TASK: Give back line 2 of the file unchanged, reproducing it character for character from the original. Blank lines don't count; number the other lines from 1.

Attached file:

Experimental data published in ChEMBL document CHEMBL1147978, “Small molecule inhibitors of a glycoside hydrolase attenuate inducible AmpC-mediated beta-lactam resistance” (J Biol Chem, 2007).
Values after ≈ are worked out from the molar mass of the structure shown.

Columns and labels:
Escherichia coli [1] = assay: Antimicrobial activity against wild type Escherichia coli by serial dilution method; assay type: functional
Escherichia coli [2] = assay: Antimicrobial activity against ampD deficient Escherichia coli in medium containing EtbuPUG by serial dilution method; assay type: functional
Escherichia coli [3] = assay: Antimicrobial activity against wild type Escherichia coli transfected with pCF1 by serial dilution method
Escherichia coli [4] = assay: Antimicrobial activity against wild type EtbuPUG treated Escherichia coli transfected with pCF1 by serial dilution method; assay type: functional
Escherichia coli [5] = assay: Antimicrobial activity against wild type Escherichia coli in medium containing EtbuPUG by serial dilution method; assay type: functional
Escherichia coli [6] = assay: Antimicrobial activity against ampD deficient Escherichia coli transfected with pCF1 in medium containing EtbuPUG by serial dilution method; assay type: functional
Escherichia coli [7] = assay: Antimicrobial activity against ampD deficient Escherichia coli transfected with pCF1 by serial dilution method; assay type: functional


Values after ≈ are worked out from the molar mass of the structure shown.